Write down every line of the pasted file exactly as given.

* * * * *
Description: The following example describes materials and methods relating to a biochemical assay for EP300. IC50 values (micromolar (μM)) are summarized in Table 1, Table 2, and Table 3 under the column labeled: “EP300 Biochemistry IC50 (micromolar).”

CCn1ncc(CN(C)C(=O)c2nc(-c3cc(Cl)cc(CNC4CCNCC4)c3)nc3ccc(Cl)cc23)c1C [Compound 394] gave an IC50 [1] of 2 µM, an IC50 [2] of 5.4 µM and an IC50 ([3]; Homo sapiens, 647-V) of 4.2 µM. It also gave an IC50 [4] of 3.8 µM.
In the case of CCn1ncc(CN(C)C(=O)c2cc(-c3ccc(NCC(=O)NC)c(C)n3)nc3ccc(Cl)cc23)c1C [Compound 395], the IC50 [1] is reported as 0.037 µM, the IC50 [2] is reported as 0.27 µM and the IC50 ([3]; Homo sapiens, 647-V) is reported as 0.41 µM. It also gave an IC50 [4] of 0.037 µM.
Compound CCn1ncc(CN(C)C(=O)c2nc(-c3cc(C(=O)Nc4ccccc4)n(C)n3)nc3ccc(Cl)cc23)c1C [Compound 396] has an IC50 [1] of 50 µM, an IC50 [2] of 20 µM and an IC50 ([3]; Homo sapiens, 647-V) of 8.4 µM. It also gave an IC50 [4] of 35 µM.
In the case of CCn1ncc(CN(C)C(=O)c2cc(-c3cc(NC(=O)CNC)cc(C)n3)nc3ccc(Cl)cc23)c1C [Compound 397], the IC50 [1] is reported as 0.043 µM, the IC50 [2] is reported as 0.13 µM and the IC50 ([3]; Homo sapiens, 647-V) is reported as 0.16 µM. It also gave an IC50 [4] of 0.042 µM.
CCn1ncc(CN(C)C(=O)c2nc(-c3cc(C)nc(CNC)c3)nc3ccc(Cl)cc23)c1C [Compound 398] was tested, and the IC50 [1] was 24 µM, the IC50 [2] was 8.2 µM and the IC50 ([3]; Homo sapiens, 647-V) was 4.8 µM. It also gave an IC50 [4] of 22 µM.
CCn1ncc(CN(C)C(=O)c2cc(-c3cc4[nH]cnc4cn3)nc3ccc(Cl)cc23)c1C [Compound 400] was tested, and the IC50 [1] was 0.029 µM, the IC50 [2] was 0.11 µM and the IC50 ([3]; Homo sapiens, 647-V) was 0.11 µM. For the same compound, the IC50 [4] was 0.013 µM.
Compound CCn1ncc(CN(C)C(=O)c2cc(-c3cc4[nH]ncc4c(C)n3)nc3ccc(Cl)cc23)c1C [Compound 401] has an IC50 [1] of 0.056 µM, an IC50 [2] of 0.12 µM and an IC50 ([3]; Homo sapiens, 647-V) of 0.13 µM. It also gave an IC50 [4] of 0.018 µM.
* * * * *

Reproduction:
Description: The following example describes materials and methods relating to a biochemical assay for EP300. IC50 values (micromolar (μM)) are summarized in Table 1, Table 2, and Table 3 under the column labeled: “EP300 Biochemistry IC50 (micromolar).”

CCn1ncc(CN(C)C(=O)c2nc(-c3cc(Cl)cc(CNC4CCNCC4)c3)nc3ccc(Cl)cc23)c1C [Compound 394] gave an IC50 [1] of 2 µM, an IC50 [2] of 5.4 µM and an IC50 ([3]; Homo sapiens, 647-V) of 4.2 µM. It also gave an IC50 [4] of 3.8 µM.
In the case of CCn1ncc(CN(C)C(=O)c2cc(-c3ccc(NCC(=O)NC)c(C)n3)nc3ccc(Cl)cc23)c1C [Compound 395], the IC50 [1] is reported as 0.037 µM, the IC50 [2] is reported as 0.27 µM and the IC50 ([3]; Homo sapiens, 647-V) is reported as 0.41 µM. It also gave an IC50 [4] of 0.037 µM.
Compound CCn1ncc(CN(C)C(=O)c2nc(-c3cc(C(=O)Nc4ccccc4)n(C)n3)nc3ccc(Cl)cc23)c1C [Compound 396] has an IC50 [1] of 50 µM, an IC50 [2] of 20 µM and an IC50 ([3]; Homo sapiens, 647-V) of 8.4 µM. It also gave an IC50 [4] of 35 µM.
In the case of CCn1ncc(CN(C)C(=O)c2cc(-c3cc(NC(=O)CNC)cc(C)n3)nc3ccc(Cl)cc23)c1C [Compound 397], the IC50 [1] is reported as 0.043 µM, the IC50 [2] is reported as 0.13 µM and the IC50 ([3]; Homo sapiens, 647-V) is reported as 0.16 µM. It also gave an IC50 [4] of 0.042 µM.
CCn1ncc(CN(C)C(=O)c2nc(-c3cc(C)nc(CNC)c3)nc3ccc(Cl)cc23)c1C [Compound 398] was tested, and the IC50 [1] was 24 µM, the IC50 [2] was 8.2 µM and the IC50 ([3]; Homo sapiens, 647-V) was 4.8 µM. It also gave an IC50 [4] of 22 µM.
CCn1ncc(CN(C)C(=O)c2cc(-c3cc4[nH]cnc4cn3)nc3ccc(Cl)cc23)c1C [Compound 400] was tested, and the IC50 [1] was 0.029 µM, the IC50 [2] was 0.11 µM and the IC50 ([3]; Homo sapiens, 647-V) was 0.11 µM. For the same compound, the IC50 [4] was 0.013 µM.
Compound CCn1ncc(CN(C)C(=O)c2cc(-c3cc4[nH]ncc4c(C)n3)nc3ccc(Cl)cc23)c1C [Compound 401] has an IC50 [1] of 0.056 µM, an IC50 [2] of 0.12 µM and an IC50 ([3]; Homo sapiens, 647-V) of 0.13 µM. It also gave an IC50 [4] of 0.018 µM.